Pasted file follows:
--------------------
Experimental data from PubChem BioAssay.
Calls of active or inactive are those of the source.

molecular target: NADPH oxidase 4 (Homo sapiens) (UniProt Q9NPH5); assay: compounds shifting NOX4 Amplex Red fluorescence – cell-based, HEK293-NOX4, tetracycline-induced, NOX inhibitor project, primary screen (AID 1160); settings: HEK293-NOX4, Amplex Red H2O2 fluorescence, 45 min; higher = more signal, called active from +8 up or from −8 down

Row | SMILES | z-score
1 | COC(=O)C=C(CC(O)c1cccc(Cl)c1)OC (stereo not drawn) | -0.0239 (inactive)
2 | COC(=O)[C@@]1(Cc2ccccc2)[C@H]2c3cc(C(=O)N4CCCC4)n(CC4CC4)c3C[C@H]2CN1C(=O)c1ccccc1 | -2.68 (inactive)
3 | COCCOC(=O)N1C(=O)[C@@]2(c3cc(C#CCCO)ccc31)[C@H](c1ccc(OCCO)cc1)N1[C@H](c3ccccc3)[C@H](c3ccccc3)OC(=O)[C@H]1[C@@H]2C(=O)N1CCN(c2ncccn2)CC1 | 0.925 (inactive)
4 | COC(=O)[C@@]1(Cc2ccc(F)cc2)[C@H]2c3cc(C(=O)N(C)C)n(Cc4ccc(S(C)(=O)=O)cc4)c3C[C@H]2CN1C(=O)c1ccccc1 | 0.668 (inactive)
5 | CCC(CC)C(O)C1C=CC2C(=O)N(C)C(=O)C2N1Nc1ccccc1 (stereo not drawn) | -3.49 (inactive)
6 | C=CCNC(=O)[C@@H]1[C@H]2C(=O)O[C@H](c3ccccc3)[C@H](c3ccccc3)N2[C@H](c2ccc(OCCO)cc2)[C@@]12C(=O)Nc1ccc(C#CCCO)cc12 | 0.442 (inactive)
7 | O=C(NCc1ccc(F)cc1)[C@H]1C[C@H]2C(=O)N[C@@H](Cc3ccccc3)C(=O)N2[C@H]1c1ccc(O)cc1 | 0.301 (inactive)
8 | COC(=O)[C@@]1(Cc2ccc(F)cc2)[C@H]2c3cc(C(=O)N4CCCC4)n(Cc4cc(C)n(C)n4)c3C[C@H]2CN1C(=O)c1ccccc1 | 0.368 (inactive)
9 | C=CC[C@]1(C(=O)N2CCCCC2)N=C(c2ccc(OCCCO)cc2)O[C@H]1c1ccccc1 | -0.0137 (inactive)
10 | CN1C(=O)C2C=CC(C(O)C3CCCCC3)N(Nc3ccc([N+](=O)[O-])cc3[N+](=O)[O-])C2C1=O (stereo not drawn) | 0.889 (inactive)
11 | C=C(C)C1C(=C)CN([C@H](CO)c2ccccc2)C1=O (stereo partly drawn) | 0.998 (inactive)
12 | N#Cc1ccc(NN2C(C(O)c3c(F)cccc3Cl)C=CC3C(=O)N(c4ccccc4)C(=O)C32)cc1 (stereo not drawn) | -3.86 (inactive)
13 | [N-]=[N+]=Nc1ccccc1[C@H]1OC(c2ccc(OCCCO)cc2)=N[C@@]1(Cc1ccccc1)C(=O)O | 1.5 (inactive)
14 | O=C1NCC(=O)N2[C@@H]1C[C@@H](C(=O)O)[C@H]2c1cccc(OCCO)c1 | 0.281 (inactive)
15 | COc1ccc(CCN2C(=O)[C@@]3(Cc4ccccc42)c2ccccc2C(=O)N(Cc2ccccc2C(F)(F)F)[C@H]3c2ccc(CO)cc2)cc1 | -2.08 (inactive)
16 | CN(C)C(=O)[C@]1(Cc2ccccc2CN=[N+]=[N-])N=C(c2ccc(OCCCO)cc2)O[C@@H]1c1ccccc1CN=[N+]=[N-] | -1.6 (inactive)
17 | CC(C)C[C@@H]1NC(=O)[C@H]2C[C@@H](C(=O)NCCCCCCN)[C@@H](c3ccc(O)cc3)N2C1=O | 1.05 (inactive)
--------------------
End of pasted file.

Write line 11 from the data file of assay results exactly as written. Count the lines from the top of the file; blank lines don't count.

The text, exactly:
7 | O=C(NCc1ccc(F)cc1)[C@H]1C[C@H]2C(=O)N[C@@H](Cc3ccccc3)C(=O)N2[C@H]1c1ccc(O)cc1 | 0.301 (inactive)